In the second day of a standoff at Randy Weaver's remote northern Idaho cabin, FBI sharpshooter Lon Horiuchi wounds Randy Weaver, Kevin Harrison, and kills Weaver's wife, Vicki.
Randy Weaver, a white separatist, had been targeted by the federal government after failing to appear in court to face charges related to his selling of two illegal sawed-off shotguns to an Alcohol, Tobacco and Firearms (ATF) informant. On August 21, 1992, after a period of surveillance, U.S. marshals came upon Harrison; Weaver; Weaver's 14-year-old son, Sammy; and the family dog, Striker, on a road near the Weaver property. A marshal shot and killed the dog, prompting Sammy to fire at the marshal. In the ensuing gun battle, Sammy and U.S. Marshal Michael Degan were shot and killed. A tense standoff ensued, and on August 22 the FBI joined the marshals besieging Ruby Ridge.
Later that day, Harris, Weaver, and his daughter, Sarah, left the cabin, allegedly for the purpose of preparing Sammy's body for burial. FBI sharpshooter Lon Horiuchi, waiting 200 yards away, opened fire, allegedly because he thought Harrison was armed and intending to fire on a helicopter in the vicinity. Horiuchi wounded Weaver, and the group ran to the shed where Sammy's body was lying. When they attempted to escape back into the cabin, Horiuchi fired again, wounding Harrison as he dove through the door and killing Vicki Weaver, who was holding the door open with one hand and cradling her infant daughter with the other. Horiuchi claimed he didn't know that Vicki Weaver was standing behind the door. Harris, Weaver, and Weaver's three daughters surrendered nine days later.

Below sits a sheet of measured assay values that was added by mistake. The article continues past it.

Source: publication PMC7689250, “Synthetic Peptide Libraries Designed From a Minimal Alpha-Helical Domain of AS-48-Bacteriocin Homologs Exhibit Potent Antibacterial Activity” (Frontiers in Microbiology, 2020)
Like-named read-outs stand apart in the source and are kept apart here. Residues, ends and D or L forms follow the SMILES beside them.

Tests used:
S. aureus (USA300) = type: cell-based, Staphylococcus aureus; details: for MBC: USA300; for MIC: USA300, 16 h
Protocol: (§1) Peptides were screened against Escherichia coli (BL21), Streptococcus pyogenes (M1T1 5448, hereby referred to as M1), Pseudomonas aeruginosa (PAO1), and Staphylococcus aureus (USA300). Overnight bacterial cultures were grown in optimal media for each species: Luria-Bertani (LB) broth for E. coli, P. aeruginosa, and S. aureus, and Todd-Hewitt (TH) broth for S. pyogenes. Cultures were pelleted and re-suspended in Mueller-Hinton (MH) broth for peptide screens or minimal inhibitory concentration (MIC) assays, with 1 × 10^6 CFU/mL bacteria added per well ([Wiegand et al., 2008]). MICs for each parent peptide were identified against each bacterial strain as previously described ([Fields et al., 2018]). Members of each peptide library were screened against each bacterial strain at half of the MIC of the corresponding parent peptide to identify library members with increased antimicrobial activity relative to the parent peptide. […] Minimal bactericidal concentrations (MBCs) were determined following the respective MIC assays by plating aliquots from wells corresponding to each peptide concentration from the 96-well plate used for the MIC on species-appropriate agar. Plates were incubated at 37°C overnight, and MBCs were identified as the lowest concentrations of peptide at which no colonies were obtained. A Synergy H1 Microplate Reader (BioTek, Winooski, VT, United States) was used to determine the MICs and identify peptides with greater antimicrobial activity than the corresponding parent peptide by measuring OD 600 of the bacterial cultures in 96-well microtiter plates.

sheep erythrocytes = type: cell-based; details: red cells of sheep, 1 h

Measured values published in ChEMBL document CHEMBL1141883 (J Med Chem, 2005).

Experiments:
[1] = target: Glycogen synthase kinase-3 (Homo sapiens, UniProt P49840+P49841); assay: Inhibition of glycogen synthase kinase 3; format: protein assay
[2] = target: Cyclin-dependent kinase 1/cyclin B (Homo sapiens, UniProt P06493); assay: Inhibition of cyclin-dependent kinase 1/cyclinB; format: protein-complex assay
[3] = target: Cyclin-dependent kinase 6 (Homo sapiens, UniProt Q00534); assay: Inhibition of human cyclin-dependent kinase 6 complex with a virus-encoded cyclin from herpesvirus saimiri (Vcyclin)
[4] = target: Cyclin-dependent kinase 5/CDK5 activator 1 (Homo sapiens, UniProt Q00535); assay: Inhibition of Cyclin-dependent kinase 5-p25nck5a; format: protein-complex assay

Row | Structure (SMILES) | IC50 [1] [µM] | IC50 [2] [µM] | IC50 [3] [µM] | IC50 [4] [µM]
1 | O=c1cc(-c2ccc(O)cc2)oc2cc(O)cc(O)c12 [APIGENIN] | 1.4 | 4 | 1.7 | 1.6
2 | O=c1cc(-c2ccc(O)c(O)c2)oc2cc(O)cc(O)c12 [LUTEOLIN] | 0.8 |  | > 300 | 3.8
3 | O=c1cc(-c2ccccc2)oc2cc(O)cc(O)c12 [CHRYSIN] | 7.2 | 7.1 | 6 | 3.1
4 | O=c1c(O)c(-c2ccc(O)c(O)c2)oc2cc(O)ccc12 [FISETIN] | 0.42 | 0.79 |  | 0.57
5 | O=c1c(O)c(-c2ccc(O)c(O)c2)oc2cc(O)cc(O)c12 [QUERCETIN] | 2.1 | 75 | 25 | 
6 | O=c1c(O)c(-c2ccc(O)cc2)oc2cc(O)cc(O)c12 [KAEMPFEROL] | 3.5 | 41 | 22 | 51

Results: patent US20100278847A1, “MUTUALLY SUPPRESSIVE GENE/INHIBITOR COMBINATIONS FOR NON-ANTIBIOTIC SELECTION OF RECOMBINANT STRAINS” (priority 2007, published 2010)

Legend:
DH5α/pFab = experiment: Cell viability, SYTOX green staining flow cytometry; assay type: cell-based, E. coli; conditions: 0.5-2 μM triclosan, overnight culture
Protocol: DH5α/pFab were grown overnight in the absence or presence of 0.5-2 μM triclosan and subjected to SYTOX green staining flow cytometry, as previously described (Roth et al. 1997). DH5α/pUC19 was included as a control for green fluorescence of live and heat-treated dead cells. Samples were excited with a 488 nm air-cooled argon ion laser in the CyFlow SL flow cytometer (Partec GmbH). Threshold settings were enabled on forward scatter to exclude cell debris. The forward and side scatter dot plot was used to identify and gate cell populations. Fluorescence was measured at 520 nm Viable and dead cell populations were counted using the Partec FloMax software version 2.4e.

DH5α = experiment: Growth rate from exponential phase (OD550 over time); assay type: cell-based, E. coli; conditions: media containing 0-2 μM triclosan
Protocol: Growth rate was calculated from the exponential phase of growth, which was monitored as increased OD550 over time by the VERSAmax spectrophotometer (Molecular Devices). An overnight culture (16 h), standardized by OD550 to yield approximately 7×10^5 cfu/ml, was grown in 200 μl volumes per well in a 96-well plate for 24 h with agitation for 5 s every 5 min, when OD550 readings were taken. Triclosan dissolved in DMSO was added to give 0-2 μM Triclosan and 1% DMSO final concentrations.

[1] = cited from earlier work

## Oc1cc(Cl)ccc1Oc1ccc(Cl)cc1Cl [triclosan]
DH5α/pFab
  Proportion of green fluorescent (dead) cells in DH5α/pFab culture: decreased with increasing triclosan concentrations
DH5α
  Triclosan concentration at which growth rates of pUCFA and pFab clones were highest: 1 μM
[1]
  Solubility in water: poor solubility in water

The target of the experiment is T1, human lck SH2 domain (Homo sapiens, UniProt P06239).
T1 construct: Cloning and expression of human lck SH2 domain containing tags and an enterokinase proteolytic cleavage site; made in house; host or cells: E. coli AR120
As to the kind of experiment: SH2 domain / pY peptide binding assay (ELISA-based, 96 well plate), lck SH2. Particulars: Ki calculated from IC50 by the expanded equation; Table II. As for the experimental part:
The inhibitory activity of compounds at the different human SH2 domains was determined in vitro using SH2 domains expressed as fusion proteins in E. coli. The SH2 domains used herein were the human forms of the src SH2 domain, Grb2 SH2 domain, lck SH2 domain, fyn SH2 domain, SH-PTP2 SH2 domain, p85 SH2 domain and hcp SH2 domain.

In 1993, Weaver and Harris were acquitted by a federal court on murder, conspiracy, and other charges related to Degan's death, but Weaver was convicted of failing to appear for trial on the firearms charge. In 1994, the two men filed federal civil rights cases against the FBI and U.S. marshals stemming from the siege, and in 1995 the government settled Weaver's case for $3.1 million.
The controversial standoff spawned a nationwide debate on the use of force by federal law enforcement agencies, and a U.S. Senate panel accused the federal agencies involved of "substantial failures" in their handling of the Ruby Ridge operation. Of particular controversy was an FBI "rule of engagement" implemented at the beginning of the Ruby Ridge siege that stated "any armed adult male observed in the vicinity of the Weaver cabin could and should be killed." Many condemned this policy as unconstitutional. Rumors that the FBI had engaged in a cover-up regarding the Ruby Ridge operation were verified when E. Michael Kahoe, former chief of the FBI's violent crimes section, pleaded guilty to obstruction of justice in 1996. Kahoe, who had destroyed an official bureau critique of the standoff, was sentenced to 18 months in prison.
In 1997, FBI agent Lon Horiuchi was charged by an Idaho county prosecutor with involuntary manslaughter in the death of Vicki Weaver, but a federal judge dismissed the charge in 1998, citing the alleged immunity of federal officers from state prosecution. In 2001, a federal court of appeals overruled the ruling, stating that federal officers who violate the U.S. Constitution can be charged with state criminal offenses. However, a new Idaho prosecutor declined to pursue the manslaughter charge.